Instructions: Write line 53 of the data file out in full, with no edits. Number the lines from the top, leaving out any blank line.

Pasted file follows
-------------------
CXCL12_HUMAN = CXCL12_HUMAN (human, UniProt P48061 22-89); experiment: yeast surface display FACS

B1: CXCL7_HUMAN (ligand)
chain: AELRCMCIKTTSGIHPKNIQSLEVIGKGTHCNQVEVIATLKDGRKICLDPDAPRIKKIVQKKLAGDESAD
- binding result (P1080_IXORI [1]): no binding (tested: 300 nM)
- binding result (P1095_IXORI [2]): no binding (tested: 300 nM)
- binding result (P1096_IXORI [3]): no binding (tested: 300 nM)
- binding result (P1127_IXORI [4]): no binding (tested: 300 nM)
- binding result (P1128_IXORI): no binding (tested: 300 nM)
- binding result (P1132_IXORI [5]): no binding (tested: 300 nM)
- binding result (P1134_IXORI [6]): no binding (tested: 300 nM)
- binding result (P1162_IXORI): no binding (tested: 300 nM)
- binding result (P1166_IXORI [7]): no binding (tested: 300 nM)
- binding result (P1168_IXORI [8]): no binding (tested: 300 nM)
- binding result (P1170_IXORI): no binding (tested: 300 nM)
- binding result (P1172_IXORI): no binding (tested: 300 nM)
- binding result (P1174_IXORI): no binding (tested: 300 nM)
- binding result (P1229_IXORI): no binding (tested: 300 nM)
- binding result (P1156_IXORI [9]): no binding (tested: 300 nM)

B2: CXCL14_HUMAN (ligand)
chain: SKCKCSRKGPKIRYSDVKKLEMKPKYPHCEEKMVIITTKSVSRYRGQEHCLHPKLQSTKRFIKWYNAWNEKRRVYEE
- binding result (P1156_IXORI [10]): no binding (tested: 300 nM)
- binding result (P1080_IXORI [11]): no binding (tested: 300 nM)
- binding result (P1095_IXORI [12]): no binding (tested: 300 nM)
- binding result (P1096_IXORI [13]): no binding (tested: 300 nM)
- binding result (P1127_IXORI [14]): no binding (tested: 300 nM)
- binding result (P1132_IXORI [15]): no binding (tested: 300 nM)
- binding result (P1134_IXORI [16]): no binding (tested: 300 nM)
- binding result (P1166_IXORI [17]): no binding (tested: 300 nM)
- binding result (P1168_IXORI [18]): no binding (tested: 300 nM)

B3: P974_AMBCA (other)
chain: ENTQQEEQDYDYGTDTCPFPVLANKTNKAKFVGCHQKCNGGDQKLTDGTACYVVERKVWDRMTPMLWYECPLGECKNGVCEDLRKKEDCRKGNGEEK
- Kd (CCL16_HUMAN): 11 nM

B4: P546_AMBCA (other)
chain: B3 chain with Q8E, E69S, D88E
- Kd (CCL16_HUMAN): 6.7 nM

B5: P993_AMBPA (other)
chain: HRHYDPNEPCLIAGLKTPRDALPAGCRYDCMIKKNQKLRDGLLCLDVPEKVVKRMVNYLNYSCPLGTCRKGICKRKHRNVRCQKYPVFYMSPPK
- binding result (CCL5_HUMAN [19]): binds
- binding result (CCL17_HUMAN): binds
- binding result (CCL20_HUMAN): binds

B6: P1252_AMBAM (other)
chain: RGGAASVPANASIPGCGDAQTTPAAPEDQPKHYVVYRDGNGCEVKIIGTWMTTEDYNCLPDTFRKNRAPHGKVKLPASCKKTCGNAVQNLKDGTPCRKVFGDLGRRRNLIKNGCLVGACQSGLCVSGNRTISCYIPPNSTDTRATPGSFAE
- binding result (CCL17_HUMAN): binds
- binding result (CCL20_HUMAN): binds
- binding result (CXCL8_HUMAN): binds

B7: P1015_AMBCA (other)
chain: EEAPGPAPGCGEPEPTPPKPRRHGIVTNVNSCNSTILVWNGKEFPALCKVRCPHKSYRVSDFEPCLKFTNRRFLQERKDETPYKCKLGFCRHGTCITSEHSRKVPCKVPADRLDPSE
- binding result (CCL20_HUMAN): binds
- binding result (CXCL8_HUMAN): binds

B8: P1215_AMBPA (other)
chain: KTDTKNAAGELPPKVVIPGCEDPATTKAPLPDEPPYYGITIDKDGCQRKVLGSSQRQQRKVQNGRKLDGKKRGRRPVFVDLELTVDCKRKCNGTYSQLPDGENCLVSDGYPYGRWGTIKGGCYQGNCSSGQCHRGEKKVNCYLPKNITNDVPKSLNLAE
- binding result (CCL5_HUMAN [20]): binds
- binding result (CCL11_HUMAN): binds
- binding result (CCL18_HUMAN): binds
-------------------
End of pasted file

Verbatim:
- binding result (CCL11_HUMAN): binds